And it’s good old Boston,
The house of beans and cod.
Where the Lowells only talk to the Cabots,
And the Cabots only talk to God.
But in Pine Bluff, Arkansas, a town more familiar to many of us here in Arkansas, instead of the Lowells and the Cabots, the biggest and most respected names might be Makris or Kumpuris – while it’s not Wasn’t Zack. Because the local aristocracy, as in ancient Rome, was entirely Greek, and still is.
The death last weekend of the family matriarch, Kula Makris Kumpuris, aged 98, showed how lasting and indelible the Greek imprint on a community can be. Its very name – Kula Makris Kumpuris – tells the whole story. It was Pine Bluff’s equivalent of a name like Alice Roosevelt Longworth in the nation’s capital last century, when the Roosevelts and Longworths were names to be reckoned with.
In Pine Bluff, the Kumpuris/Makrises were a down-to-earth, willing-to-volunteer aristocracy who preserved and promoted the dominant WASP culture of Pine Bluff – without being white Anglo-Saxon Protestants.
For example, Mrs. Kumpuris was a founding member of St. Mark’s Episcopal Church in Little Rock, in addition to earning numerous civic honors in Pine Bluff. Most importantly, she was a nice lady, as everyone in town knew. The widow of Dr. Frank Kumpuris always had a smile – hers seemed a mile wide – for anyone who needed a word of encouragement. And a lot of people did, given all the problems Pine Bluff has had throughout its history. But in good times and bad, the Kumpuris and Makrises were always there, always promoters, founders and generally leaders.
Who will be the next ethnic group to maintain and promote the dominant WASP culture in Pine Bluff or, for that matter, in American society in general? Here’s a clue: !Spanish Estudia!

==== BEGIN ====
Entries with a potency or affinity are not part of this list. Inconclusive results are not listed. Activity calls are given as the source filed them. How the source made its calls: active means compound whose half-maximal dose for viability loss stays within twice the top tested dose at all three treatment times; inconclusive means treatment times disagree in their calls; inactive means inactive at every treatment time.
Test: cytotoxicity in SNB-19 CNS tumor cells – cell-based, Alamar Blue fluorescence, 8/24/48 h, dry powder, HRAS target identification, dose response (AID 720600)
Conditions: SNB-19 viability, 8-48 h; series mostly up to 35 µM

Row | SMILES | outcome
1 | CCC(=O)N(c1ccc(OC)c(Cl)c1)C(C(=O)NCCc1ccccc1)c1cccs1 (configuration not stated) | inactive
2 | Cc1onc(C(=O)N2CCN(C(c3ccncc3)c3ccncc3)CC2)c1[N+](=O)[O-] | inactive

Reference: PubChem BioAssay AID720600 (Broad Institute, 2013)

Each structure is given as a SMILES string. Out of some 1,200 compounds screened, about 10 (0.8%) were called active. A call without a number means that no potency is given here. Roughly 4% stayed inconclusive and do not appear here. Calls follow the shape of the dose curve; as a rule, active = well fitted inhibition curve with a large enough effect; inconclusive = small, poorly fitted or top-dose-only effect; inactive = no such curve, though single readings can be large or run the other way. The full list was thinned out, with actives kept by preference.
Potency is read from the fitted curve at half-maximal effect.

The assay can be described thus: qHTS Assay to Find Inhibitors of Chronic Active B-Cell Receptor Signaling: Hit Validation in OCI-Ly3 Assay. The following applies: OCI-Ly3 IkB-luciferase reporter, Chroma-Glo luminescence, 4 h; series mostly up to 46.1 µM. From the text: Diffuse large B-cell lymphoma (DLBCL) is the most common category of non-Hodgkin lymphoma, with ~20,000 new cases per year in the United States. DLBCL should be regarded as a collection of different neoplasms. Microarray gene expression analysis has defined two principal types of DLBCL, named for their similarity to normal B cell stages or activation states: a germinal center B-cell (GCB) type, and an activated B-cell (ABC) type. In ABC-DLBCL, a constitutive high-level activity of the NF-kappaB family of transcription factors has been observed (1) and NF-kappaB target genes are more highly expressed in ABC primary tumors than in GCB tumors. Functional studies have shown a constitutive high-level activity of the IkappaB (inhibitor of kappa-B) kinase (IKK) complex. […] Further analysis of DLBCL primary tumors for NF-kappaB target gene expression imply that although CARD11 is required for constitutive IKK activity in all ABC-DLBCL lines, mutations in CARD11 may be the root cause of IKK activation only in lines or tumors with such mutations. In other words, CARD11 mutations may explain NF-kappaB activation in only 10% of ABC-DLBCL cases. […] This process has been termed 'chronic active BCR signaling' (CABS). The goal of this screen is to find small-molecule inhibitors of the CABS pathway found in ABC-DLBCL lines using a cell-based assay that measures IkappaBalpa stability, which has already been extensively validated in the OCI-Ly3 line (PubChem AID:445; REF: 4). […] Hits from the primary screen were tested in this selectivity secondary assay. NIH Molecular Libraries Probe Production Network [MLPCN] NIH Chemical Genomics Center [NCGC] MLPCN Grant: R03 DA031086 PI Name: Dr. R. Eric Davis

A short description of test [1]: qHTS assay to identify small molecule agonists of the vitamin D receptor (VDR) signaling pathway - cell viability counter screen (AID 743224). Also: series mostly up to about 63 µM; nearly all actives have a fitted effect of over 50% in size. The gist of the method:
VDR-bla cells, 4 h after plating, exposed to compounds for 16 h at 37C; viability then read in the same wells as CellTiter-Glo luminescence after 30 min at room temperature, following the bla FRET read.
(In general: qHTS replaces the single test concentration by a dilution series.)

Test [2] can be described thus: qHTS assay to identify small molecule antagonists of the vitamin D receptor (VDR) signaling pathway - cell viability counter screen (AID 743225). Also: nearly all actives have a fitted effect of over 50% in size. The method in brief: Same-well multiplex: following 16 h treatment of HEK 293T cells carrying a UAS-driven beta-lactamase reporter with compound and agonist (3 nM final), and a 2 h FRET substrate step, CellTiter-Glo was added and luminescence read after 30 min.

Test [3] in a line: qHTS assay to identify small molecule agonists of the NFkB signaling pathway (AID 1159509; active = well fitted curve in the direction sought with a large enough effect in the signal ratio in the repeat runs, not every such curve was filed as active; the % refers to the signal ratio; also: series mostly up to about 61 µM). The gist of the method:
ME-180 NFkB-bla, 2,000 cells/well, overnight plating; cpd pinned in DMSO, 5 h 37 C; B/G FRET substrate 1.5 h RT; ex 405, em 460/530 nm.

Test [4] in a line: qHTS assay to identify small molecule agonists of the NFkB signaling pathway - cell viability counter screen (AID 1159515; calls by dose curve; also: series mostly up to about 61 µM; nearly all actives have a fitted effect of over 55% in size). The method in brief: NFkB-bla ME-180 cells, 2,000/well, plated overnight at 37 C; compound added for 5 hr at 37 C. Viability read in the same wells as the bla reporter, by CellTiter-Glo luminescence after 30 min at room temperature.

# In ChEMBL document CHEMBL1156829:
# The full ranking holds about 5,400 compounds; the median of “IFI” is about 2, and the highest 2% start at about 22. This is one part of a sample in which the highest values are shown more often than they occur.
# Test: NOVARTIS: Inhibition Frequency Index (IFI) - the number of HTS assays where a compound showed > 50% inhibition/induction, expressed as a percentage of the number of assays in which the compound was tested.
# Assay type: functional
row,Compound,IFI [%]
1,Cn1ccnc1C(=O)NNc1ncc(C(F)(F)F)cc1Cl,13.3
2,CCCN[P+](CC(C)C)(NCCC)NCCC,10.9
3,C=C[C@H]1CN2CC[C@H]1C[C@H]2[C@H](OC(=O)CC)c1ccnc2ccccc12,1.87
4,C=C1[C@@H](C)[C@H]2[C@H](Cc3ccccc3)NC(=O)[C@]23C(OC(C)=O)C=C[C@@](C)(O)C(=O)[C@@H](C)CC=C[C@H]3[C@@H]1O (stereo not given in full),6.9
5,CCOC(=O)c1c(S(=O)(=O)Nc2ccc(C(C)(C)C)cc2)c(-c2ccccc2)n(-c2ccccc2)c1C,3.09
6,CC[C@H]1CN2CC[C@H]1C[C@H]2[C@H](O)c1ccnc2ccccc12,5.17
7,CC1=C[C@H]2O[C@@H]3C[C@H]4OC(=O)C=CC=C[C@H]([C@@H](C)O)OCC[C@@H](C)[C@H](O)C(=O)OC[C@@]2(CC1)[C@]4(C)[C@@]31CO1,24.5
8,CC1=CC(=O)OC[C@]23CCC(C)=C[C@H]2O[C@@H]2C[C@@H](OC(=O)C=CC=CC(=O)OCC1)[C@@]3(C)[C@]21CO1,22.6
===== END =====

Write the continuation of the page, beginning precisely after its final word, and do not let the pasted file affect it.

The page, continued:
But your guess is as good as ours when it comes to predicting who the next WASPs will be in an unpredictable America. It hardly matters. Because it is a society linked by a common idea: that all men are created equal and endowed by their Creator with certain unalienable rights, including life, liberty and the pursuit of happiness. And not by our ethnic origins. What matters here is who we will be, not who we were in the stultifying cultures of the old country.
Various ethnic groups continued the WASP legacy that the Puritans integrated into American culture. There was a time when this role was played by Jews throughout the South, moving from traveling peddlers to downtown merchants. Pine Bluff still honors the name of Gabe Meyer, a riverboat captain who volunteered to save its public schools in the 19th century, while in other small towns, Lebanese, Italians and Chinese were the local wasps. Remarkably, this role was even played on occasion by white Anglo-Saxon Protestants.
But today, let us honor the memory of Kula Makris Kumpuris, grand old lady of her family and her city. Long may the Greeks of Pine Bluff prosper, and Pine Bluff with them.
Editorial of 07/10/2015